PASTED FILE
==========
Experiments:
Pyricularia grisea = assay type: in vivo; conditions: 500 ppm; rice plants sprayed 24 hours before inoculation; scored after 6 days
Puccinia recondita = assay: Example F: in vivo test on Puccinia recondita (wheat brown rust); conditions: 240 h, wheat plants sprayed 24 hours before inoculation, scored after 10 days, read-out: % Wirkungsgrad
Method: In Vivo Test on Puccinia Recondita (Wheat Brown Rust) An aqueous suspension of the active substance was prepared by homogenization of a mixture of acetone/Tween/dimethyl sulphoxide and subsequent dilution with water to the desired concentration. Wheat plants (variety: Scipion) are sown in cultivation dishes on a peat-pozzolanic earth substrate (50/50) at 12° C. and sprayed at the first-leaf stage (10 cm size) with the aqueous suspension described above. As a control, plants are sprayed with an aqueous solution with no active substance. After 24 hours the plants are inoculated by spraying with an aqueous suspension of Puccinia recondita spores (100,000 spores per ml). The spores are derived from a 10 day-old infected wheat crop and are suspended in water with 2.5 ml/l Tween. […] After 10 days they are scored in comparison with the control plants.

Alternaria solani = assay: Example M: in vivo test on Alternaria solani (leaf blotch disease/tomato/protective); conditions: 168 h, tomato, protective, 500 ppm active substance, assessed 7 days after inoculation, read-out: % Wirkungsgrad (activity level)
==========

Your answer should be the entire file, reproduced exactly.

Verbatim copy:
Experiments:
Pyricularia grisea = assay type: in vivo; conditions: 500 ppm; rice plants sprayed 24 hours before inoculation; scored after 6 days
Puccinia recondita = assay: Example F: in vivo test on Puccinia recondita (wheat brown rust); conditions: 240 h, wheat plants sprayed 24 hours before inoculation, scored after 10 days, read-out: % Wirkungsgrad
Method: In Vivo Test on Puccinia Recondita (Wheat Brown Rust) An aqueous suspension of the active substance was prepared by homogenization of a mixture of acetone/Tween/dimethyl sulphoxide and subsequent dilution with water to the desired concentration. Wheat plants (variety: Scipion) are sown in cultivation dishes on a peat-pozzolanic earth substrate (50/50) at 12° C. and sprayed at the first-leaf stage (10 cm size) with the aqueous suspension described above. As a control, plants are sprayed with an aqueous solution with no active substance. After 24 hours the plants are inoculated by spraying with an aqueous suspension of Puccinia recondita spores (100,000 spores per ml). The spores are derived from a 10 day-old infected wheat crop and are suspended in water with 2.5 ml/l Tween. […] After 10 days they are scored in comparison with the control plants.

Alternaria solani = assay: Example M: in vivo test on Alternaria solani (leaf blotch disease/tomato/protective); conditions: 168 h, tomato, protective, 500 ppm active substance, assessed 7 days after inoculation, read-out: % Wirkungsgrad (activity level)